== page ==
Ukraine War, August 21, 2022: Should European nations ban visas for Russians?Remembering the Soviet invasion of Czechoslovakia on August 20, 1968

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To see a list of previous articles, enter “Ukraine” in the Search Box on the upper right, on The Trenchant Observer web site, and you will see a list in chronological order.

Dispatches

1) Mikhail Zygar, “Rache führt uns ins Mittelalter; Europäische Politiker diskutieren über Einreiseverbote für Russen. Ein solcher Schritt würde den Ukrainekrieg nicht schneller beenden – sondern nur Putin stärken,” Der Spiegel, den 21. August 2022 (16.03 Uhr);

2) Mikhail Zygar, “Revenge takes us to the Middle Ages; European politicians discuss entry bans for Russians. Such a step would not end the Ukraine war faster – but only strengthen Putin. Der Spiegel, August 21, 2022 (4:03 p.m.);

3) “Reflections on Czechoslovakia (1968) and Ukraine (2022): August 20, 1968 — ‘Dubček, Svoboda!’” The Trenchant Observer, January 26, 2022.

Analysis

On August 20, 1968, Soviet tanks entered Prague and ended the “Prague Spring” with brute military force.

It is appropriate to remember that day, and what it tells us about Soviet and Russian colonialism. See The Trenchant Observer article above (3).

***

On August 13, 2022, a friend asked me what I thought about proposals in Europe to ban the issuance of visas to Russians.

Many Russian tourists have been evading the EU sanction of an air-travel ban by traveling by car or train to countries like Estonia. There they catch a flight to their tourist destination within the Schengen area, in which 26 European countries have abolished all passport and other border controls at their mutual borders.

My reply to my friend follows:

You raise an interesting issue about banning Russian travelers in Sweden and Estonia, and I guess the whole EU is considering such a travel ban.

We don’t want to block free travel by dissidents, and in general favor freedom of movement and the Helsinki Final Act.

Here the problem seems to be evasion by Russian tourists of the sanctions ban on air travel.

What are possible solutions?

1. Perhaps countries like Estonia could issue visas requiring, e.g., two weeks presence in Estonia before any onward travel.

Enforcement in the Schengen area would obviously be a problem, but violation of the terms of the visa could lead to its revocation or a refusal to issue future visas to the violator.

2. A second possibility would be for countries like Estonia and those of the tourists’ destinations to issue “temporary restrictions” as they are allowed to do under Schengen. This could affect things like airline bookings and hotel reservations at tourist destinations.

Whether such temporary restrictions could be made mandatory by the EU as a measure to prevent evasion of the air travel ban would be an open question.

On the whole, I think a general travel ban on Russians would be a bad idea, both as a precedent and because it would hurt opponents of Putin and the war.

And obviously it would be likely to provoke a travel ban by Russia.

I think it better to allow individuals to go back and forth while trying to find a more targeted solution to evasion of the EU air travel ban by Russian tourists.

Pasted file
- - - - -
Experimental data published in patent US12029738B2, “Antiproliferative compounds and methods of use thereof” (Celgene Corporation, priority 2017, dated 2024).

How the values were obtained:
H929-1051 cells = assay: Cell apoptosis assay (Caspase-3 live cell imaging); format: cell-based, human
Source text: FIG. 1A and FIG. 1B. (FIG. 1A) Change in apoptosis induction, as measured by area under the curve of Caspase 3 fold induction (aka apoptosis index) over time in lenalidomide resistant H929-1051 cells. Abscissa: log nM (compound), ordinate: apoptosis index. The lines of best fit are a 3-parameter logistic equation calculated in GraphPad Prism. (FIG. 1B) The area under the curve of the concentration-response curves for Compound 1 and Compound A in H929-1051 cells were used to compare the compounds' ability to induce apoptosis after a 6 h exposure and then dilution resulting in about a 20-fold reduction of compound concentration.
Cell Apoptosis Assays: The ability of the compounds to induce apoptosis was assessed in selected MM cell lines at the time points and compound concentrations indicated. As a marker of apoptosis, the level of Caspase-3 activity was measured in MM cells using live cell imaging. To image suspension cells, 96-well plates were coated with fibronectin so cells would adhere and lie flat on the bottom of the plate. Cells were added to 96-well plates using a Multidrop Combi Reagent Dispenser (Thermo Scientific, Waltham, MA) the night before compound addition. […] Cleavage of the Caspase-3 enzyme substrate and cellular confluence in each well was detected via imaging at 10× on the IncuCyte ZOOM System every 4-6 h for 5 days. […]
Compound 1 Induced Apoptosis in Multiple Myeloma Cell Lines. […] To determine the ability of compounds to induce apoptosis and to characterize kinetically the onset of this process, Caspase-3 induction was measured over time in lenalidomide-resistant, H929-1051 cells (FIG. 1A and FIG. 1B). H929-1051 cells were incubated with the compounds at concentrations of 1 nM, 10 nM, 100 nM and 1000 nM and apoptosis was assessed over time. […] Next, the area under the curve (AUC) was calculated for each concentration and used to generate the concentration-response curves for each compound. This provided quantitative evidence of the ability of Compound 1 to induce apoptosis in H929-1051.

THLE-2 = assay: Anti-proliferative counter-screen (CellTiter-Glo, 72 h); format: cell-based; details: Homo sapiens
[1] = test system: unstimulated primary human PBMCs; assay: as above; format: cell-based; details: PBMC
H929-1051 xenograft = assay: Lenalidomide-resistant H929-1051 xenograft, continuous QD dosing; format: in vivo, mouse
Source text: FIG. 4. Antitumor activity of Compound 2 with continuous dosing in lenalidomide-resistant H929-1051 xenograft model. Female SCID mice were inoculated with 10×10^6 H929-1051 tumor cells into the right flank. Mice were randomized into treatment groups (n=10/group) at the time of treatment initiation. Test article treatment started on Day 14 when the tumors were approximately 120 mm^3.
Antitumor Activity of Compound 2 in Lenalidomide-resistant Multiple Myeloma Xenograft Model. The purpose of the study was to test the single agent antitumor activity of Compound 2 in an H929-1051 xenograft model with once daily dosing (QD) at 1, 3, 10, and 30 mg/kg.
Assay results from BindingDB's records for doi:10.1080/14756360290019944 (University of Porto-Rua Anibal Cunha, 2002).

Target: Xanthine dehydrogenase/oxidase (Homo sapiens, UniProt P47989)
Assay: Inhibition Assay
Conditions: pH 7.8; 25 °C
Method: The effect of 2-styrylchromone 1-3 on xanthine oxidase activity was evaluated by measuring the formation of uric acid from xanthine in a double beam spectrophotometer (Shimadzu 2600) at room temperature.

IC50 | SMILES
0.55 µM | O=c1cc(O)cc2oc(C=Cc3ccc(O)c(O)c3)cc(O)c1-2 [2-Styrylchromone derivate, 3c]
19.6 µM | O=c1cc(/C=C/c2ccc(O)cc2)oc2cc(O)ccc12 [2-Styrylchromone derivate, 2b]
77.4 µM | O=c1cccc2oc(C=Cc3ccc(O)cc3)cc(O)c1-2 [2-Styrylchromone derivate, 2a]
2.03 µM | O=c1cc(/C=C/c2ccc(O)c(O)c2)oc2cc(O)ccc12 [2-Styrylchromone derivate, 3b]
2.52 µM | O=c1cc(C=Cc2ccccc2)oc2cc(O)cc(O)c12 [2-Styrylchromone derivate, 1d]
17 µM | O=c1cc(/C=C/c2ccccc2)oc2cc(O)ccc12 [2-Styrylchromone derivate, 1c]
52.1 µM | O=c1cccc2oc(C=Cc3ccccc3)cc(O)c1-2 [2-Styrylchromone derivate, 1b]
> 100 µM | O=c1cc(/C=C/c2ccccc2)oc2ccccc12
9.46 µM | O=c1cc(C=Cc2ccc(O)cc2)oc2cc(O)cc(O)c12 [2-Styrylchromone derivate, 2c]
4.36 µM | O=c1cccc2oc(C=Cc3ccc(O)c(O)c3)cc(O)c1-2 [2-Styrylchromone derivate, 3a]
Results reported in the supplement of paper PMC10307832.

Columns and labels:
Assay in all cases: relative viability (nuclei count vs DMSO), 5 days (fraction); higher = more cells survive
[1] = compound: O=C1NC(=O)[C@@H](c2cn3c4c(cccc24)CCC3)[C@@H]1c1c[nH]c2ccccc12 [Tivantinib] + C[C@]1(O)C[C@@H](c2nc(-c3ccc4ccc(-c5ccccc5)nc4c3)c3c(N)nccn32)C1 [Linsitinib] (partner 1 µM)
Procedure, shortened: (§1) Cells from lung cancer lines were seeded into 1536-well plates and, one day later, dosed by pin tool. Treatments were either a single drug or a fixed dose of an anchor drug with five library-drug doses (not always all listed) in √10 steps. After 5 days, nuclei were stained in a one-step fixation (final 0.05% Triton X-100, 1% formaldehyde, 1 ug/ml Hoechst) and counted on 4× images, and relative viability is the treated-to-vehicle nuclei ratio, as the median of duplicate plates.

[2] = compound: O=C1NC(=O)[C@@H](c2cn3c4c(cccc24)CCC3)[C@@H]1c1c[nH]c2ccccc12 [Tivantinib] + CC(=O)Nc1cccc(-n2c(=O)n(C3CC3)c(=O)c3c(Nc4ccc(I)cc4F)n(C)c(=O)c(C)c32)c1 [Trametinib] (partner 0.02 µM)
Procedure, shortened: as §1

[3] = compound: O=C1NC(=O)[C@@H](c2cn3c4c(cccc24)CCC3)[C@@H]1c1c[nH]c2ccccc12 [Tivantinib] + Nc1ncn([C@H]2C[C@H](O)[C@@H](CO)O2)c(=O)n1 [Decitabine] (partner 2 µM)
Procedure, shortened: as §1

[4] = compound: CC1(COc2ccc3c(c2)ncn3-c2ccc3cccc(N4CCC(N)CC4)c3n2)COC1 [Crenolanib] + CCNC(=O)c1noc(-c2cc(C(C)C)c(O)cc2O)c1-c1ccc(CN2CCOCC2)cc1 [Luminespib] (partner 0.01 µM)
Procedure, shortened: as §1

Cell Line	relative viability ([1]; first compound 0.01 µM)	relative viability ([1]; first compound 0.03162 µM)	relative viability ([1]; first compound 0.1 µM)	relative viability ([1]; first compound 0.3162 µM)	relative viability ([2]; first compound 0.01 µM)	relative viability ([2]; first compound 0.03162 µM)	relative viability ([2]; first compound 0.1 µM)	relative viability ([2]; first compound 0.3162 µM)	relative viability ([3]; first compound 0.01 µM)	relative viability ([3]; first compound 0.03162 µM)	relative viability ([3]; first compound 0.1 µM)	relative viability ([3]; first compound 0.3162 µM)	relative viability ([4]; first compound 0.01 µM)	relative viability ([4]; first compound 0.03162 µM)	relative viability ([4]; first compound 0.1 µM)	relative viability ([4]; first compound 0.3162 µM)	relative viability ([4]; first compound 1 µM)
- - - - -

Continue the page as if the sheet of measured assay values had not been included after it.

Mikhail Zygar, a Russian journalist who has fled Russia and now resides in Berlin, provides a powerful argument against such a general travel ban, from the point of view of a Russian dissident.

He writes,

The whole world has suddenly enjoyed taking revenge. Politicians in Europe have begun to seriously discuss a visa ban for Russian citizens. Unlike most other sanctions, this measure is by no means a means of combating the Russian regime. It is just a retaliation – an opportunity to punish the Russians for waging war. Of course, this will not make a victory of Ukraine more likely. On the contrary, it will help Putin consolidate his power.

The best solution to the problem of Russian tourists on holiday wandering around Vienna or Rome as if no war were hoing on, with Ukrainian refugees looking on, would be to avoid any thought of revenge and to focus on narrowly-targeted measures, such as those suggested aove, to deal with the specific problem at hand.

Above all, hatred and punishment of Russians because of their nationality must be avoided. This only plays into Putin’s propaganda narrative that the West is anti-Russian, when in fact the countries of the West merely oppose Russian barbarism and are simply defending our civilization, including the U.N. Charter and international law.

Vengeance is not a promising path to follow. On the contrary, ties of friendship with Russians who do not explicitly support Putin’s war should be encouraged, as should the fostering of cultural ties with Russian artists and cultural institutions which are not guilty of supporting Putin’s war.

The great works of Russian literature should be honored, and there should be no talk of banning them. Russian should continue to be taught as one of the world’s most important languages.

We must all hope and believe that one day the better angels of the Russian people, the better angels of their nature as Abraham Lincoln would say, will reassert themselves and that Russia will rejoin the ranks of the civilized nations of the world.

In the meantime,we must take care not to kill the roots and new shoots of such a future Russian renaissance.

The Trenchant Observer

***

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